A Helldiver Story- The National Air and Space’s Museum’s Curtiss SB2C-5 Helldiver

nasmhelldiver

The National Air and Space Museum’s Curtiss SB2C-5 Helldiver.

Every Warbird has stories to tell.  The National Air and Space Museum (NASM) in Chantilly, Virginia has many aircraft with enormous history.  From the Boeing B-29 Superfortress “Enola Gay” which was made famous for dropping the first ever atomic bomb, to the Lockheed SR-71 Blackbird the top secret stealth strategic reconnaissance aircraft developed in the 1960’s, every turn at the NASM opens a door to the past.  One such aircraft in the collection, the Curtiss Helldiver, is no exception.  It is one of the newest restorations completed at NASM, and the first aircraft to be restored at the world-class Mary Baker Engen Restoration Hangar.The Curtiss Helldiver’s story begins in 1939 when it was ordered by the U.S. Navy, to replace the Vought SB2U Vindicator.  The Helldiver’s first flight took place on December 18, 1940, and  the prototype was lost eight days later due to stability issues.  The first production Helldivers rolled of the new Curtiss aircraft plant in Columbus, Ohio in June of 1942.  Although the Helldiver was in production, it encountered many issues during carrier trials in the beginning of 1943, most of which ended in crashes.  This earned the Helldiver respectable nicknames such as the “Big Tailed Bastard” and  “the Ensign Killer”.  In spite of its rough beginnings, the Helldiver played major roles in the Battle of the Philippines and the Battle of Leyte Gulf.

At the Battle of Leyte Gulf, the Helldiver which NASM’s recreates the one flown by Lt. Donald D. Engen.  Lt. Engen sank the Japanese carrier the Zuikaku during the battle.  Engen would later go on to be awarded the Navy Cross for his role in the sinking of the Japanese Battleship Hyuga, during which he was forced to fly under the bow of the ship after dropping his ordinance on it.  Engen also played a role in the sinking of the Japanese heavy cruiser Nachi.  Donald Engen retired from the U.S. Navy as a vice admiral and became an FAA executive, before becoming the Director of the National Air and Space Museum.  Shortly thereafter he was tragically killed in a glider accident in the summer of 1999.

SB2C-5-curtiss-employee-cadettes2-jb040114

Curtiss Cadettes, Betty Maskett and Jackie Davis standing in front of the National Air and Space Museum’s freshly restored Curtiss SB2C-5 Helldiver which they helped build during WWII.

After a complete restoration, the National Air and Space Museum’s Helldiver rolled out of the Mary Baker Engen Restoration Hangar painted in Donald Engen’s Helldiver’s paint scheme in spring of 2014, 15 years after his death.  In attendance at the unveiling ceremony were two Curtiss Cadettees.  The two women, Betty Maskett and Jackie Davis, worked for Curtiss Aircraft.  Betty Maskett’s job was empenage manufacturing and Jackie Davis was in charge of quality control during WWII, while the men were off at war.  In fact, Betty and Jackie helped to build the museum’s Helldiver 70 years before at the Curtiss Factory.  A moment of history captured in the making!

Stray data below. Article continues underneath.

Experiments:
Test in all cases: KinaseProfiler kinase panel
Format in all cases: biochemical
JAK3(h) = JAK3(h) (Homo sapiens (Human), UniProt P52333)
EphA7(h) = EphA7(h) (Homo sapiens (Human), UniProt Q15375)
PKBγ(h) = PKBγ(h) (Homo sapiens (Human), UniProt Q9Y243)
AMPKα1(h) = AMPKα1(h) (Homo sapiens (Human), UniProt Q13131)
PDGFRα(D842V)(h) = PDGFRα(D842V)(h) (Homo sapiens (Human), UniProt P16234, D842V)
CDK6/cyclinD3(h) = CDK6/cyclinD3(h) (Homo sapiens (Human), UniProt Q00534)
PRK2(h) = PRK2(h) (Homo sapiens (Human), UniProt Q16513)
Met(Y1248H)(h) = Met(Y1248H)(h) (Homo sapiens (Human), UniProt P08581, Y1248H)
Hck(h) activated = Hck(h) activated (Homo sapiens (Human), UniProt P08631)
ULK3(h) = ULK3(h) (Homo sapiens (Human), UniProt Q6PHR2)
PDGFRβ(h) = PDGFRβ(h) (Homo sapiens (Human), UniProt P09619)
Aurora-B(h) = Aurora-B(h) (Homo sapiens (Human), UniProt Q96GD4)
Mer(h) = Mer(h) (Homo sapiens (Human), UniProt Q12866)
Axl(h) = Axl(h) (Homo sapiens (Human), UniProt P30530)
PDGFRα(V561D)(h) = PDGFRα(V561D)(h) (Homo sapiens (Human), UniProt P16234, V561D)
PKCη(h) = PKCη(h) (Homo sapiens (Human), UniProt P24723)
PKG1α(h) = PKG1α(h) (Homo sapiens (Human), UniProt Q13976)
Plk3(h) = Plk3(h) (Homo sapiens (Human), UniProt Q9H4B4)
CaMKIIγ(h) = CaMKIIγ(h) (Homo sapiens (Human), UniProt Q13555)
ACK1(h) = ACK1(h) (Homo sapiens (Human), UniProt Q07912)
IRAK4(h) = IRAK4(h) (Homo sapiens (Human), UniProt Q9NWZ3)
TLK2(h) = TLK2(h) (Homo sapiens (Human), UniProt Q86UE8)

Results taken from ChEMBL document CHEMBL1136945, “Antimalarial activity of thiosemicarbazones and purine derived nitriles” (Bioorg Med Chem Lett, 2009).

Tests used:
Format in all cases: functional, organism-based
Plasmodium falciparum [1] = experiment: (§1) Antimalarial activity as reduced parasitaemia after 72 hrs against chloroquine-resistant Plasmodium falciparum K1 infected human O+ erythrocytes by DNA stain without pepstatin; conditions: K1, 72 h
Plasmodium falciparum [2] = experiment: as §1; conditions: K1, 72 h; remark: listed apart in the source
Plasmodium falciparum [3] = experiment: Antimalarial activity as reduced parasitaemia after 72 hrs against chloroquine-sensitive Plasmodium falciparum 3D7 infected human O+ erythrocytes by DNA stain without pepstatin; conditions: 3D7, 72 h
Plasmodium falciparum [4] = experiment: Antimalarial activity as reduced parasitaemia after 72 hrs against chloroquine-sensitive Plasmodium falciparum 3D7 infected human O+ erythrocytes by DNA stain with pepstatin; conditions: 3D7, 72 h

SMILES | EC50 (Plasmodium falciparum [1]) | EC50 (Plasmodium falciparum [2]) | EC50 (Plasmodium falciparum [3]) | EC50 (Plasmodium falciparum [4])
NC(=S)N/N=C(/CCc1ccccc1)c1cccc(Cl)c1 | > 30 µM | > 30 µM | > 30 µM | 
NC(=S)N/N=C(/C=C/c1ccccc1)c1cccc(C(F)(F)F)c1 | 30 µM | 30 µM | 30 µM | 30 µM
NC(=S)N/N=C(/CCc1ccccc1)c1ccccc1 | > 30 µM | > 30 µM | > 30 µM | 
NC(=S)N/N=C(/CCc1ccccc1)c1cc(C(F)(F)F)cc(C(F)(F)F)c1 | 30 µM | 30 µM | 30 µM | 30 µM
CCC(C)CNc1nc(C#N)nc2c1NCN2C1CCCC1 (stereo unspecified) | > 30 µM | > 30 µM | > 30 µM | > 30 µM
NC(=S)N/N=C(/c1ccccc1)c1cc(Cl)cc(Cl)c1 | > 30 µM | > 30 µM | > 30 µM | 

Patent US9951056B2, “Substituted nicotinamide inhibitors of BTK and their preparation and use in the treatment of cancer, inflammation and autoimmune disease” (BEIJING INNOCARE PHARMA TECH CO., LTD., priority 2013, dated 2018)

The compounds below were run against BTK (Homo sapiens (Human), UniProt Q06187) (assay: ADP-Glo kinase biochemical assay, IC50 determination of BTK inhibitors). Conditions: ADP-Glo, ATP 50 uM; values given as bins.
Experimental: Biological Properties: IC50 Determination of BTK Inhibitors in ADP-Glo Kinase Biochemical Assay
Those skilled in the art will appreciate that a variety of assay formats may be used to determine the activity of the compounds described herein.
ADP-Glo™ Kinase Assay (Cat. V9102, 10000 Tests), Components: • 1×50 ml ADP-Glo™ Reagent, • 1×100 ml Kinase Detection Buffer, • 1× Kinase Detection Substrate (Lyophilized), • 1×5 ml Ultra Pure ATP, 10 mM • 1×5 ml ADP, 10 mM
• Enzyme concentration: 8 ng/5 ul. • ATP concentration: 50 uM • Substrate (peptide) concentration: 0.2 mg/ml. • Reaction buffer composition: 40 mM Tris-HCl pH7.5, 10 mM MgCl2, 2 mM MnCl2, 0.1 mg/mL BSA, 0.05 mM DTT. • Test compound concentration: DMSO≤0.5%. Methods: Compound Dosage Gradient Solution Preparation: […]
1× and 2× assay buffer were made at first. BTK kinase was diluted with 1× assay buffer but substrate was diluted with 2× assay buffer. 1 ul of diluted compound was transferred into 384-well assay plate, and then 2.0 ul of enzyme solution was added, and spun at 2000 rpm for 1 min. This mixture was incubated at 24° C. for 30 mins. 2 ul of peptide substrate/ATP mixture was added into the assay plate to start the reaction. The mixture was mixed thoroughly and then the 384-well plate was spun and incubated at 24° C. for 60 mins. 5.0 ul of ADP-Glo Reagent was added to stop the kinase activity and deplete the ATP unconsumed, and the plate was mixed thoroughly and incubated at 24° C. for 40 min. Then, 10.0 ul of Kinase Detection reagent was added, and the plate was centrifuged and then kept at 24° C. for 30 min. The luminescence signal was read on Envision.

Historical Side Note:

nasmhelldiveroriginal

Original U.S. Navy Helldiver in VB-92 to carry ‘208’ markings, shortly before in crashed into the Pacific Ocean after overshooting the arresting wire on the carrier deck or a wire break on landing

This Curtiss Helldiver is the original Helldiver in VB-92 to carry the markings of ‘208’.  It is assumed that the pilot overshot the arresting wire on the deck, or it broke on landing.  The National Air and Space Museum’s Helldiver was the replacement aircraft for the one above.  This fact was confirmed by Scott Wiley one of the restoration experts at the museum that helped to restore this Helldiver.

helldiverresotration

National Air and Space Museum, Curtiss Helldiver. Restoration full speed ahead, March 12, 2014 -The Reilly Collection

Historical Credit:

-National Air and Space Museum

-The Nation’s Hangar- Aircraft Treasures of the Smithsonian (Pages 124-125)

-Scott Wiley- Docent and Restoration Expert at the National Air and Space Musuem

Photo Credit:

-National Air and Space Museum

-John Bretschneider (Navy Times)

-U.S. Navy

-The Reilly Collection

 

*This article was originally posted on The Warbird Watcher on May 17, 2015

Return of the “Meat Chopper”

meatchopper6The Commemorative Air Force (CAF) owns a Republic P-47N Thunderbolt painted as “Lil’ Meaties Meat Chopper”.  The original “Meat Chopper”  served with the 464th FS/507th FG based on Ie Shima in 1945.  In 2002 , the CAF’s P-47 was involved in an accident.  The aircraft caught on fire during a maintenance test flight and made and emergency landing at Albuquerque International Airport in New Mexico where it had taken off from not long before. (See NTSB report)  The aircraft was substantially damaged and subsequently placed in storage for many years.